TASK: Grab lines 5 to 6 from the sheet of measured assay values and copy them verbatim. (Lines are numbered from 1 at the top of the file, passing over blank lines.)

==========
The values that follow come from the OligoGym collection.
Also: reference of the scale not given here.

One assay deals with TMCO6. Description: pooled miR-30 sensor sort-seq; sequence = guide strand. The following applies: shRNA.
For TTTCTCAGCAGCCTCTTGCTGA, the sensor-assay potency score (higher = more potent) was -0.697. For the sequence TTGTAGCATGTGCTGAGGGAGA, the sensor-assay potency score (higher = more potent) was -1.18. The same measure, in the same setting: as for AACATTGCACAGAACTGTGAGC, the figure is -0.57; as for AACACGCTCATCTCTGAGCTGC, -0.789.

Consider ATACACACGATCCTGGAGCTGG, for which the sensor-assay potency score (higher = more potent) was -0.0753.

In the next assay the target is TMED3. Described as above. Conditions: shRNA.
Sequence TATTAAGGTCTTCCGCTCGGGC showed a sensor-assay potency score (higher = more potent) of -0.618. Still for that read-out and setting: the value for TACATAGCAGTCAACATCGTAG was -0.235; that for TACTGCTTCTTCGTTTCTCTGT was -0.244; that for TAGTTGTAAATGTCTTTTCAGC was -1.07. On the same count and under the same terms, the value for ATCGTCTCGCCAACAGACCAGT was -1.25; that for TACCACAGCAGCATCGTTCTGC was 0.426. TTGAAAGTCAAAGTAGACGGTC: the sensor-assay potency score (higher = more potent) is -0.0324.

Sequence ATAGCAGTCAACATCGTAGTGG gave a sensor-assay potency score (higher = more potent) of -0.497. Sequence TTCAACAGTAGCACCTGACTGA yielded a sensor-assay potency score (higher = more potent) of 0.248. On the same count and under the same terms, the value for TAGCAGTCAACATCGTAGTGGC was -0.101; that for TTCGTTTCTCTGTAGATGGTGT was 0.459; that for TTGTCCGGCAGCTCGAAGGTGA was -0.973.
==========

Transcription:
Consider ATACACACGATCCTGGAGCTGG, for which the sensor-assay potency score (higher = more potent) was -0.0753.

In the next assay the target is TMED3. Described as above. Conditions: shRNA.